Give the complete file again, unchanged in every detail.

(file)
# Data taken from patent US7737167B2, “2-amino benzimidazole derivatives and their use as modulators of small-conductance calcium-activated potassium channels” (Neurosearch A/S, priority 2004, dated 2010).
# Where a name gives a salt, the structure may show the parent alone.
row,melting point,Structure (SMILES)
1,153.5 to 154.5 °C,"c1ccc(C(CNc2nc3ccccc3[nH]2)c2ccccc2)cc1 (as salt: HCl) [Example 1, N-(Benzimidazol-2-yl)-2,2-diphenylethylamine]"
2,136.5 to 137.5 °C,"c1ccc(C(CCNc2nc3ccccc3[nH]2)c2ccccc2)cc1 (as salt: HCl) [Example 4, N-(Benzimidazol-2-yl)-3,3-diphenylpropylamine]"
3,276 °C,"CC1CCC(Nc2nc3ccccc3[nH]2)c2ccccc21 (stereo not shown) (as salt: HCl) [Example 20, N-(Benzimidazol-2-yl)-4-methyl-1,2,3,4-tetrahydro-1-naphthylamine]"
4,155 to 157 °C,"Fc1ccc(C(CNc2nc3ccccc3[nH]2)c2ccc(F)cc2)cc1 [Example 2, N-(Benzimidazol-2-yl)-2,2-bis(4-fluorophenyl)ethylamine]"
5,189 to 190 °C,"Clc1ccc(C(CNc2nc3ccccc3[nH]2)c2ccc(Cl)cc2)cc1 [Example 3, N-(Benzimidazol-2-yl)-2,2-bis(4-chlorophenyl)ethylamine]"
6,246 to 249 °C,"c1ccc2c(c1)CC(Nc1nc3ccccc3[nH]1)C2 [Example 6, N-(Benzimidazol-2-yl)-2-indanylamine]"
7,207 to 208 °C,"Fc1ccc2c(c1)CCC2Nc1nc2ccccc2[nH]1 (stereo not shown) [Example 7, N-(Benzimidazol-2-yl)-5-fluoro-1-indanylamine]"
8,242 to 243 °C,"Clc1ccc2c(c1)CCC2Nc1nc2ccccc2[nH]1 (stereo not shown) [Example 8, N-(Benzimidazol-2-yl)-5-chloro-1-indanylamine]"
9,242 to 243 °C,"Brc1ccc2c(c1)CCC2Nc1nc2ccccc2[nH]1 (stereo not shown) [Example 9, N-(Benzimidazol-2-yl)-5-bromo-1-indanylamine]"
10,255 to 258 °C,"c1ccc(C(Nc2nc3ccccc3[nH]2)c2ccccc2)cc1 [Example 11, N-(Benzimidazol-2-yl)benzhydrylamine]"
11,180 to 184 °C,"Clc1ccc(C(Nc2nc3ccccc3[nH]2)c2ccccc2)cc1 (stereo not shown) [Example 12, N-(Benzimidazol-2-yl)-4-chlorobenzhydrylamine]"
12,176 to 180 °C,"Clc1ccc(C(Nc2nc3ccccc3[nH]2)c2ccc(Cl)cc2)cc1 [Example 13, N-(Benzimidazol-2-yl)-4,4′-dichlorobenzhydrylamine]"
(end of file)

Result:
# Data taken from patent US7737167B2, “2-amino benzimidazole derivatives and their use as modulators of small-conductance calcium-activated potassium channels” (Neurosearch A/S, priority 2004, dated 2010).
# Where a name gives a salt, the structure may show the parent alone.
row,melting point,Structure (SMILES)
1,153.5 to 154.5 °C,"c1ccc(C(CNc2nc3ccccc3[nH]2)c2ccccc2)cc1 (as salt: HCl) [Example 1, N-(Benzimidazol-2-yl)-2,2-diphenylethylamine]"
2,136.5 to 137.5 °C,"c1ccc(C(CCNc2nc3ccccc3[nH]2)c2ccccc2)cc1 (as salt: HCl) [Example 4, N-(Benzimidazol-2-yl)-3,3-diphenylpropylamine]"
3,276 °C,"CC1CCC(Nc2nc3ccccc3[nH]2)c2ccccc21 (stereo not shown) (as salt: HCl) [Example 20, N-(Benzimidazol-2-yl)-4-methyl-1,2,3,4-tetrahydro-1-naphthylamine]"
4,155 to 157 °C,"Fc1ccc(C(CNc2nc3ccccc3[nH]2)c2ccc(F)cc2)cc1 [Example 2, N-(Benzimidazol-2-yl)-2,2-bis(4-fluorophenyl)ethylamine]"
5,189 to 190 °C,"Clc1ccc(C(CNc2nc3ccccc3[nH]2)c2ccc(Cl)cc2)cc1 [Example 3, N-(Benzimidazol-2-yl)-2,2-bis(4-chlorophenyl)ethylamine]"
6,246 to 249 °C,"c1ccc2c(c1)CC(Nc1nc3ccccc3[nH]1)C2 [Example 6, N-(Benzimidazol-2-yl)-2-indanylamine]"
7,207 to 208 °C,"Fc1ccc2c(c1)CCC2Nc1nc2ccccc2[nH]1 (stereo not shown) [Example 7, N-(Benzimidazol-2-yl)-5-fluoro-1-indanylamine]"
8,242 to 243 °C,"Clc1ccc2c(c1)CCC2Nc1nc2ccccc2[nH]1 (stereo not shown) [Example 8, N-(Benzimidazol-2-yl)-5-chloro-1-indanylamine]"
9,242 to 243 °C,"Brc1ccc2c(c1)CCC2Nc1nc2ccccc2[nH]1 (stereo not shown) [Example 9, N-(Benzimidazol-2-yl)-5-bromo-1-indanylamine]"
10,255 to 258 °C,"c1ccc(C(Nc2nc3ccccc3[nH]2)c2ccccc2)cc1 [Example 11, N-(Benzimidazol-2-yl)benzhydrylamine]"
11,180 to 184 °C,"Clc1ccc(C(Nc2nc3ccccc3[nH]2)c2ccccc2)cc1 (stereo not shown) [Example 12, N-(Benzimidazol-2-yl)-4-chlorobenzhydrylamine]"
12,176 to 180 °C,"Clc1ccc(C(Nc2nc3ccccc3[nH]2)c2ccc(Cl)cc2)cc1 [Example 13, N-(Benzimidazol-2-yl)-4,4′-dichlorobenzhydrylamine]"